Yousuf Karsh (1908-2002) is one of the masters of twentieth century photography. His body of work includes portraits of statesmen, artists, musicians, authors, scientists, and men and women of accomplishment. His extraordinary and unique portfolio presents the viewer with an intimate and compassionate view of humanity.
The Estate administer the rights in the famous Karsh portraits of Winston Churchill, one of which is being used as the basis for the Churchill 2015 logo.
Karsh is the photographer responsible for Churchill’s most famous portrait and arguably one of the world’s most recognizable and shared images. Taken in 1941 on a visit to Canada, the Nazi government in France had just sworn to wring the neck of Britain like a chicken; this image showed Britain’s leader obstinate and determined in the face of opposition. The story behind the photograph has become almost as famous as the image itself; Churchill refused to remove his cigar from his mouth in order to have his photo taken, despite Karsh asking him to do so. Karsh leaned over the camera and took the cigar from Churchill’s lips – Churchill’s famous scowl is the result of having it taken away from him. Karsh would say later that ‘He looked so belligerent, he could have devoured me’.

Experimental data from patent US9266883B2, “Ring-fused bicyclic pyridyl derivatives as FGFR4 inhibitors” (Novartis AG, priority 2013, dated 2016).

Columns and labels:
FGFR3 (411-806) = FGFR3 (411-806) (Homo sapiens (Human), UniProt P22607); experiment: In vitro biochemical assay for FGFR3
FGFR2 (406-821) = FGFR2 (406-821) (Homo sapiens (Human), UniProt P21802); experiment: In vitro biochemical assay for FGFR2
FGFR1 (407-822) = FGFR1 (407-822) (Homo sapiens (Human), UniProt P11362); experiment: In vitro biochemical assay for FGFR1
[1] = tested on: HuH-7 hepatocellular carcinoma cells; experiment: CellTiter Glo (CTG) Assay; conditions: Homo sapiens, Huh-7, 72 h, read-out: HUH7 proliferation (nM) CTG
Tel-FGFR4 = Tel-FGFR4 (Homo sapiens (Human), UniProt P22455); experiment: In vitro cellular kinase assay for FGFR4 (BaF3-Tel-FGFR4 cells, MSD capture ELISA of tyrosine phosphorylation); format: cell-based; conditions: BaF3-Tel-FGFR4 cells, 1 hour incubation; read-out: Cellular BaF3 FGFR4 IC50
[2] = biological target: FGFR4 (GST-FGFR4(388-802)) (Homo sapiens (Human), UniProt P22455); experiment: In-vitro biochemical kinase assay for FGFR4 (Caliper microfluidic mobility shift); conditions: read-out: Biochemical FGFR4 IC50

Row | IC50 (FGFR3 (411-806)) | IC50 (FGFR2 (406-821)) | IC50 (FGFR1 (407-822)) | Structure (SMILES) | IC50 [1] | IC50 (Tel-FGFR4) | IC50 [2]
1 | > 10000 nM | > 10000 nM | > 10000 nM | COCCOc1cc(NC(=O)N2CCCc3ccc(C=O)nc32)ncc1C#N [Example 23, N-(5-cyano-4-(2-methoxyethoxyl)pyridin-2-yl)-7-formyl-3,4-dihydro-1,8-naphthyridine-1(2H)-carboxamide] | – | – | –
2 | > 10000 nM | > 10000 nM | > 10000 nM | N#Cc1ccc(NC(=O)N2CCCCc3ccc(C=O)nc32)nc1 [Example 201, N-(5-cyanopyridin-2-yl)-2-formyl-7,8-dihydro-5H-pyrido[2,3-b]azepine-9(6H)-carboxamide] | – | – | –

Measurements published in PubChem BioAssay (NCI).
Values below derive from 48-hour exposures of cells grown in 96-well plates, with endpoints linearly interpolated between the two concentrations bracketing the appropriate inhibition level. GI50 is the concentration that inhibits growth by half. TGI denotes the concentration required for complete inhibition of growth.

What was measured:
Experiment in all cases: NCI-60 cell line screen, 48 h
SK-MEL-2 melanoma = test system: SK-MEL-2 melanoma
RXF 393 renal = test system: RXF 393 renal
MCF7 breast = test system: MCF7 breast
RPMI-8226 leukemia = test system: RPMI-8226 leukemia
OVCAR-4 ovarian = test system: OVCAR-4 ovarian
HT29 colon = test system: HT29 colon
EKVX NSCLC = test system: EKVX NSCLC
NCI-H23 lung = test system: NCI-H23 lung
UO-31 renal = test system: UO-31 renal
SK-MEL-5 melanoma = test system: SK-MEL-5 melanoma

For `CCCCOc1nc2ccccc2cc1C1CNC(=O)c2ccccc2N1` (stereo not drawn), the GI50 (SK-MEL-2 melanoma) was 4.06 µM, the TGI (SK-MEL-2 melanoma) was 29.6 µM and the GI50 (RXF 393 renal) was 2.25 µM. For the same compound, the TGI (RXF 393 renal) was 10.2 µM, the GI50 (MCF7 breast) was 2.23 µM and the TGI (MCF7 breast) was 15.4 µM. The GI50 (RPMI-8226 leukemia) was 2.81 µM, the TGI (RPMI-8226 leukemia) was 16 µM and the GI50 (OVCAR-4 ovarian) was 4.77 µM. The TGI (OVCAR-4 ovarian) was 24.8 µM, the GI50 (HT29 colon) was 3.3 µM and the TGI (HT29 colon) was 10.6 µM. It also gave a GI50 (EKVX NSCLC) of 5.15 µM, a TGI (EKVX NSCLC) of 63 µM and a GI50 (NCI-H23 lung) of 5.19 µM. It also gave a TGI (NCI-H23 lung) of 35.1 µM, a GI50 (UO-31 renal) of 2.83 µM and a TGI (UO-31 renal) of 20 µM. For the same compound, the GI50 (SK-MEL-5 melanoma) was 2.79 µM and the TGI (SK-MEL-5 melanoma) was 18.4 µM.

The portrait later came to represent a symbol of the British Prime Minister’s defiance in the face of the enemy; it graced the cover of Life magazine and launched Karsh’s international career. Other famous Karsh portraits include Ernest Hemingway, Albert Einstein, Fidel Castro and John F. Kennedy.